It should be a boost to the management’s confidence as much as it was for the Infosys stock that the IT heavyweight was able to beat the Street’s expectations for the December 2012 quarter. To be sure, analysts weren’t expecting too much given how disappointing the company’s performance has been in recent quarters; for some time now, there has been a nagging suspicion that the management didn’t really have the edge to compete with rivals in tough times. But it is to Infosys’ credit that it managed to convince the Street that it has got a better grip on the business and that this will show up in the numbers from now on; with the stock rallying a remarkable 17% on Friday, the valuation gap between Infy and peer TCS narrowed significantly. While on Thursday Infoys was trading cheaper than TCS by a multiple of between 3 and 3.5 times estimated FY14 earnings, things changed in the matter of one trading session—after estimates of Infosys’ earnings were upped to around R178 per share, the stock was trading at around 15 times, cheaper by just a multiple of two times than TCS. This kind of movement would suggest the market believes this is a sustainable turnaround, and not a flash in the pan, despite CEO Shibulal pointing out that Infosys was dependent on discretionary spends in a challenging environment and also that IT budgets this year could stay flat or even fall marginally. Some of the confidence would have come from the better pricing that Infosys’ services fetched in the December, 2012 quarter—up 1.8% sequentially—which suggested there was a slight swing towards the higher end of the business. As also the fact that the firm didn’t trim its revenue guidance for FY13—after the September, 2012 quarter, for instance, Infosys had lowered the per share revenue guidance (in constant currency terms) and the earnings guidance for FY13 to $2.97 from $3.03, an indication it hadn’t read the market conditions too well.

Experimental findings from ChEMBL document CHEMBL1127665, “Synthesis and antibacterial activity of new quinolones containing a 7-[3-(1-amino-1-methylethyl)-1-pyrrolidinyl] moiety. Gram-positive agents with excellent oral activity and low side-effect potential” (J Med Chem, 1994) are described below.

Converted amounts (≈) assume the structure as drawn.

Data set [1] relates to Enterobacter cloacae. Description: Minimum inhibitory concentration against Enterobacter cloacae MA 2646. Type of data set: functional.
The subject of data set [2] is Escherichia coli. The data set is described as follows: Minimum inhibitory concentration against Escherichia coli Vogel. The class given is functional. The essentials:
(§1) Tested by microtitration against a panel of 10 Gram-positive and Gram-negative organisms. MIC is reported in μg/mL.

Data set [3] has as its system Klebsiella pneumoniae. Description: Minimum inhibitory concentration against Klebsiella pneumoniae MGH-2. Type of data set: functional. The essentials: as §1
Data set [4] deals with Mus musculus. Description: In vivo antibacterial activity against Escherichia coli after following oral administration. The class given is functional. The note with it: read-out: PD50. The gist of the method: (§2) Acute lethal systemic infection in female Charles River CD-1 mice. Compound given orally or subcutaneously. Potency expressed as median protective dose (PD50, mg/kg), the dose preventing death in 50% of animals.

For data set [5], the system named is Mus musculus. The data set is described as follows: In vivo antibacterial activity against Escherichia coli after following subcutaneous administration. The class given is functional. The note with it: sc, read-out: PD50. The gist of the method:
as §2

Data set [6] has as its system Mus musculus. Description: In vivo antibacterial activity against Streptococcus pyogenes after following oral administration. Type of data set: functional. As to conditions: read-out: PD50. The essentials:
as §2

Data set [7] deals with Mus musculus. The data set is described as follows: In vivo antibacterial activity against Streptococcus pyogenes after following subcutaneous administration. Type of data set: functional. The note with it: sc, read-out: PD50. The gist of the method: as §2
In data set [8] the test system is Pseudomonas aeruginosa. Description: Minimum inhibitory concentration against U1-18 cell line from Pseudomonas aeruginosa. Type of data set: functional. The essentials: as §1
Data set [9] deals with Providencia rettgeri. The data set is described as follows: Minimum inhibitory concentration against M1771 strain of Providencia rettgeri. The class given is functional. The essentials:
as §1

Analysts must also be happy that the tech major continues to add clients at a fairly brisk pace—53 in the three months to December—and that the run rate hasn’t really dropped at all over recent quarters. The clincher would have to be the eight large deals that it won for $731 million, some of them from Europe. The challenge for the management, of course, is to keep up the momentum and makes sure it gets its fair share of the outsourcing pie—the management has highlighted that the mere closure of budgets would not necessarily mean the spends would take place. Competitors like a TCS or Accenture have shown they can cope far better in difficult times, so Infy too must show it can.